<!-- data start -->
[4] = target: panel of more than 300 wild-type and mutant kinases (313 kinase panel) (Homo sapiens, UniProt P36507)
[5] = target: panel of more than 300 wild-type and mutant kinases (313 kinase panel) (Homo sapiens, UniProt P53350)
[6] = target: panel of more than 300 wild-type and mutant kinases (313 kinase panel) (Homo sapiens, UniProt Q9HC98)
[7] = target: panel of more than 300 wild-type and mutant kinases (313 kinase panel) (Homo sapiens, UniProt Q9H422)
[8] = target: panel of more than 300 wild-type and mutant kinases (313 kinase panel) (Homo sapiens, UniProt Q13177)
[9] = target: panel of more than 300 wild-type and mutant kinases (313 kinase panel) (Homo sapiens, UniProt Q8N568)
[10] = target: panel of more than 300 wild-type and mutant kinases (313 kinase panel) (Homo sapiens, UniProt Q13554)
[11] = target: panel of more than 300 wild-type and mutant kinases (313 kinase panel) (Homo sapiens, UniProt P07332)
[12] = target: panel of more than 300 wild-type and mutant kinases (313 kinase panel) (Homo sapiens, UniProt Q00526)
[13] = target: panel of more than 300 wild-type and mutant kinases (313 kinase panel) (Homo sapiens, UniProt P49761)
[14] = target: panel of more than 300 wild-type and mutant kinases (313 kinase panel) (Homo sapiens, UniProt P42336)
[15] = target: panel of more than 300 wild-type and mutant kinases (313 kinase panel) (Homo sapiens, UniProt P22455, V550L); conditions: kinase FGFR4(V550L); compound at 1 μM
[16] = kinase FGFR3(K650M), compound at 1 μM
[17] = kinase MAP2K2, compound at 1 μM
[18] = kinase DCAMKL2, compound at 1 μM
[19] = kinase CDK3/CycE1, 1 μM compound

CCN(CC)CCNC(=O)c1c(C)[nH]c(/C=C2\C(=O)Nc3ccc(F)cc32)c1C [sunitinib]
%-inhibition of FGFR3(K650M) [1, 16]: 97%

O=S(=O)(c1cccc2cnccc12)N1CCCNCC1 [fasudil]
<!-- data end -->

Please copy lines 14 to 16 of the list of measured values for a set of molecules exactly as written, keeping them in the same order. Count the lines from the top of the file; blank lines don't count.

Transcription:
[17] = kinase MAP2K2, compound at 1 μM
[18] = kinase DCAMKL2, compound at 1 μM
[19] = kinase CDK3/CycE1, 1 μM compound